CUEmmunity Service Awards

The post-internship blues were setting in when we let our fingers do the schlepping through the 1997-98 Course Catalog. Initially charmed by overused quotation marks and the inscrutable difference between a conference course and a proseminar, we soon despaired after sitting through page upon page of dreary course titles. But here and there are a few humdingers-courses whose names and blurbs make the heart race and palms sweat.

To that end, we compiled a short list of the only classes worthy of your attention in the coming year, and honored them appropriately. Following are the Smug Editorialist's Awards for CUEmmunity Service.

The Harry R. Lewis '68 Happy Hour Award: to "History 1902: Alcohol in Sub-Saharan Africa," in which Emmanuel K. Akyeampong surveys prime spring break destinations for typically-teetotaling Cantabridgians.

The Conspiracy Theory Award: to Shlomo Z. Sternberg's "Math 128: Lie Algebras," which proves just what we in the humanities been saying all along. We have our doubts about that geometry thing, too.

The Everything I Needed To Know I Learned From the Course Catalog Award: to "Philosophy 161r: Topics in Metaphysics," in which Derek Parfit, of Oxford's All Souls College, tells his flock "why the universe exists." Coming next year: "Philosophy 666: The Apocalypse: Where, When and what You Need to Face It." Runner Up: Goran Ekstrom's "ESPP 90B: Preparing for Natural Disasters." Maybe they should co-teach.

The Don't Tell Goldhagen Award: to Mark Walker's "History of Science 129v: Nazi Physics," in which the 10,000 men of Harvard learn to be Hitler's Willing Electrocutioners.

The Course Least Likely to Help You at a Final Club Award: to John Huehnergard's "Aramaic B: Targumic Aramaic," which promises "basic grammar of the Targum Onqelos." Whatever-as if we didn't learn all that crap in first grade.

The Dionne Warwick Award goes to Harvard's very own psychic friend, Sidney Verba '53, for "Government 90tc: How Americans Think and Act."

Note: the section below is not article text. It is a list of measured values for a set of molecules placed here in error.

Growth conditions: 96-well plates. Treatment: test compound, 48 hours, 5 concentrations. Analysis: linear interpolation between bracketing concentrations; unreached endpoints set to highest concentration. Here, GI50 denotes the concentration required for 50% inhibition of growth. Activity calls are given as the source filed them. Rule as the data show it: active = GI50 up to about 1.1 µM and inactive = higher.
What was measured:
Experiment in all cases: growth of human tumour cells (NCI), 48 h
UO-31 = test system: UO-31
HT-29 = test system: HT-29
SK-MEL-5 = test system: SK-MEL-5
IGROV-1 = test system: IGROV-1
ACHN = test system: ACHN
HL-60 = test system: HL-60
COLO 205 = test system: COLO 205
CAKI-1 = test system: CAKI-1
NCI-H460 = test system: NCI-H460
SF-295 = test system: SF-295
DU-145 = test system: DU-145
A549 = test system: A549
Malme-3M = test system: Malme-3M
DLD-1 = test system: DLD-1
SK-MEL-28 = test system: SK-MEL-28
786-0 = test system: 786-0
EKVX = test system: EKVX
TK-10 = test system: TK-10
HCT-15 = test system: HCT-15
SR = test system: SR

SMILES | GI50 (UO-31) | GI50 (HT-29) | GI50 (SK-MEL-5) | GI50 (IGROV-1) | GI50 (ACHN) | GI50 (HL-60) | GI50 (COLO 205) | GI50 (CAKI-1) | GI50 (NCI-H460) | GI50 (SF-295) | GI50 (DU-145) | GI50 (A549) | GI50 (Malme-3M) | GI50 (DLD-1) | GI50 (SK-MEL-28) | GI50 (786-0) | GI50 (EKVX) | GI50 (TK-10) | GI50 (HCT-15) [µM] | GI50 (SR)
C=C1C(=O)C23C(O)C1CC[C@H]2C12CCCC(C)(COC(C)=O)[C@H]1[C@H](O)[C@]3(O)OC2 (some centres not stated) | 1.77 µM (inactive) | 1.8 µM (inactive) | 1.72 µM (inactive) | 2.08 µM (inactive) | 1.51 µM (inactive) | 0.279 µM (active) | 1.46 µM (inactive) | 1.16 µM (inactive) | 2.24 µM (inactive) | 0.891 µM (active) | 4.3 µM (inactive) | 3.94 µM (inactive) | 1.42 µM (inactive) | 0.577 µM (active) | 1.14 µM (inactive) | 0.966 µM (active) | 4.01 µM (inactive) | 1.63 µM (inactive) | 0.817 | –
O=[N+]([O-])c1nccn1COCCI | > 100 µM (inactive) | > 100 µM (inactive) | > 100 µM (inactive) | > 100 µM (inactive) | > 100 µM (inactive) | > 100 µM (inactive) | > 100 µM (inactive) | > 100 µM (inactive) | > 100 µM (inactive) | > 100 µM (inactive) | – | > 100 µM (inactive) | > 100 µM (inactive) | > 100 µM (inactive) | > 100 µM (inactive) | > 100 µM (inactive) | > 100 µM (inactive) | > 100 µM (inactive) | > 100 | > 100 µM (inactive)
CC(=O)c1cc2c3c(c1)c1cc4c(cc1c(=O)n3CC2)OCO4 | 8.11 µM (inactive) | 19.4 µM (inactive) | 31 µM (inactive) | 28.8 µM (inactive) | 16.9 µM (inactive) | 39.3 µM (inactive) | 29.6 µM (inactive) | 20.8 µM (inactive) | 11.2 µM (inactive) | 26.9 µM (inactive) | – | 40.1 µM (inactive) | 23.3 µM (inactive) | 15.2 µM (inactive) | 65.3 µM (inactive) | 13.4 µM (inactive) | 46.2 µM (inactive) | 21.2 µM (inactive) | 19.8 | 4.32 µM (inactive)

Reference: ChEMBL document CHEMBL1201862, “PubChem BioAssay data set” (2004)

Along the same lines, we also have to give out the Visitor-From-the Future Award, which goes twice over to John Stilgoe for "VES 160: Modernization in the Visual U.S. Environment, 1890-2035" and "VES 167: Adventure and Fantasy Simulation, 1871-2036." The latter course gets special recognition for kinkiest title (barely edging Econ 1030: Delay of Gratification).

The IOP-Meets-the Advocate Award: to "Eng 253: Game Theory and The Novel: Austen and James." Really turns the screw on disciplinary integrity, eh?

The Foregone Conclusion Award: to Charles V. Willie's "Af-Am 193w: Contribution of Black Colleges to Higher Education in the United States." Willie also finished dead last in the highly contested Vaguest Course Title category (a.k.a. the Social Studies Prize).

The Most Euphemistic Course Title Award: To "Music 167br: Composition in the Digital Electronic Medium," in which techno guru Ivan Tcherepmin expostulates on how to "drop bass" and "git bizzy." DJ Tcherepmin also gets props for giving his prerequisite the same name. (Ecstasy may be purchased at the Coop at a low, low price.)

The I' a Big Fat Nerd Award is earned by "Physics 125: Widely Applied Physics" which claims to "apply elementary physics to real things" (like women).

The Least Ambitious Course Title Award goes to William M. Todd's "Slavic 158: Some Versions of Russian Pastoral." Todd plans to follow the next year with "A Couple More Versions."

The And-Bonnie-Honig-Didn't-Get-Tenure? Award: to "Psych 1052: Rediscovering the Mind," in which tenured Professor Ken Nakayama explains to us just what President Rudenstine was thinking.

As we wind down our awards presentation, we'd like to offer some advice for our hep-cat profs. Ditch buzz phrases such as "politics of identity" or "in postmodern thought." Don't use more than one set of quotation marks per blurb. Take a lesson in candor from Professor Willie.

But don't be afraid to be creative. Puns are always in order, as demonstrated by Laurel Thatcher Ulrich's "Women's Studies 124: Pens and Needles: Needlework in History and Literature." Pretty punny.

And don't forget to add a light sprinkling of substance. Happy blurbing.

Benjamin W. Hulse '99 and Jal D. Mehta '99, a Crimson editor, look forward to taking these award-winning courses.